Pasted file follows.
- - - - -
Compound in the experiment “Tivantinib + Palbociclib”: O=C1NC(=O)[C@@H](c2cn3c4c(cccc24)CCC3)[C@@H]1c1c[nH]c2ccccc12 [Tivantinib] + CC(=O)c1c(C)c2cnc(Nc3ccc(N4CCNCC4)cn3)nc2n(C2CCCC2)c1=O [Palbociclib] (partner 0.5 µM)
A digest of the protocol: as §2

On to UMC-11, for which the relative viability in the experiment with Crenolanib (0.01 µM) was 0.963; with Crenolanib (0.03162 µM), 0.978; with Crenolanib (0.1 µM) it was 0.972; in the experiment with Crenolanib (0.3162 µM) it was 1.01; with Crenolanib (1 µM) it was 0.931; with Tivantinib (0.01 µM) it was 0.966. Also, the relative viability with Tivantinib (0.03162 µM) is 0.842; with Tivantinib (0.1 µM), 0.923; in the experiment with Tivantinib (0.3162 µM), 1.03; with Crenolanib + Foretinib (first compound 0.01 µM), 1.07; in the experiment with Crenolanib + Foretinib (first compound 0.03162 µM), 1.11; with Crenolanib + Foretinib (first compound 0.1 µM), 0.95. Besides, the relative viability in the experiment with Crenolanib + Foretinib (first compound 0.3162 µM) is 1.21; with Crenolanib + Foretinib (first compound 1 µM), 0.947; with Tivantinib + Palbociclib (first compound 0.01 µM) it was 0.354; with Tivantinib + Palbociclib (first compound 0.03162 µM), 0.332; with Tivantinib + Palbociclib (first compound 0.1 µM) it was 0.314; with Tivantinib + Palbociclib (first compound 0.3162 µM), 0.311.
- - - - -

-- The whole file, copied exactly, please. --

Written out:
Compound in the experiment “Tivantinib + Palbociclib”: O=C1NC(=O)[C@@H](c2cn3c4c(cccc24)CCC3)[C@@H]1c1c[nH]c2ccccc12 [Tivantinib] + CC(=O)c1c(C)c2cnc(Nc3ccc(N4CCNCC4)cn3)nc2n(C2CCCC2)c1=O [Palbociclib] (partner 0.5 µM)
A digest of the protocol: as §2

On to UMC-11, for which the relative viability in the experiment with Crenolanib (0.01 µM) was 0.963; with Crenolanib (0.03162 µM), 0.978; with Crenolanib (0.1 µM) it was 0.972; in the experiment with Crenolanib (0.3162 µM) it was 1.01; with Crenolanib (1 µM) it was 0.931; with Tivantinib (0.01 µM) it was 0.966. Also, the relative viability with Tivantinib (0.03162 µM) is 0.842; with Tivantinib (0.1 µM), 0.923; in the experiment with Tivantinib (0.3162 µM), 1.03; with Crenolanib + Foretinib (first compound 0.01 µM), 1.07; in the experiment with Crenolanib + Foretinib (first compound 0.03162 µM), 1.11; with Crenolanib + Foretinib (first compound 0.1 µM), 0.95. Besides, the relative viability in the experiment with Crenolanib + Foretinib (first compound 0.3162 µM) is 1.21; with Crenolanib + Foretinib (first compound 1 µM), 0.947; with Tivantinib + Palbociclib (first compound 0.01 µM) it was 0.354; with Tivantinib + Palbociclib (first compound 0.03162 µM), 0.332; with Tivantinib + Palbociclib (first compound 0.1 µM) it was 0.314; with Tivantinib + Palbociclib (first compound 0.3162 µM), 0.311.